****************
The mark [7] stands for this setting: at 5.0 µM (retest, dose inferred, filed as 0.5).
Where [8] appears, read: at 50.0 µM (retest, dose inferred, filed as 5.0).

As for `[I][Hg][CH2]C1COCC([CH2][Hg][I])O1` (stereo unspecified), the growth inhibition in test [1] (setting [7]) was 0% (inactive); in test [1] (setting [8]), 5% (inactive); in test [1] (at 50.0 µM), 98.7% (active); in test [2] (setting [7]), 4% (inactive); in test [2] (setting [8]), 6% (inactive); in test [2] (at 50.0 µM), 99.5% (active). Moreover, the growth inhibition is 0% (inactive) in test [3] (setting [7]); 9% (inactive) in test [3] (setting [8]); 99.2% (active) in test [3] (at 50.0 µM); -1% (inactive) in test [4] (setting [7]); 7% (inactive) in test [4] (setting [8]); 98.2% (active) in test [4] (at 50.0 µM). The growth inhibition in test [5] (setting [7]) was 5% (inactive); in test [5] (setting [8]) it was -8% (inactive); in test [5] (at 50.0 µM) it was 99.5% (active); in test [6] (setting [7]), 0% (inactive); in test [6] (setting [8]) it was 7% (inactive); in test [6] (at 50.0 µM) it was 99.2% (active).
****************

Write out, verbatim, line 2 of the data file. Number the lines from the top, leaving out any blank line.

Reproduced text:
Where [8] appears, read: at 50.0 µM (retest, dose inferred, filed as 5.0).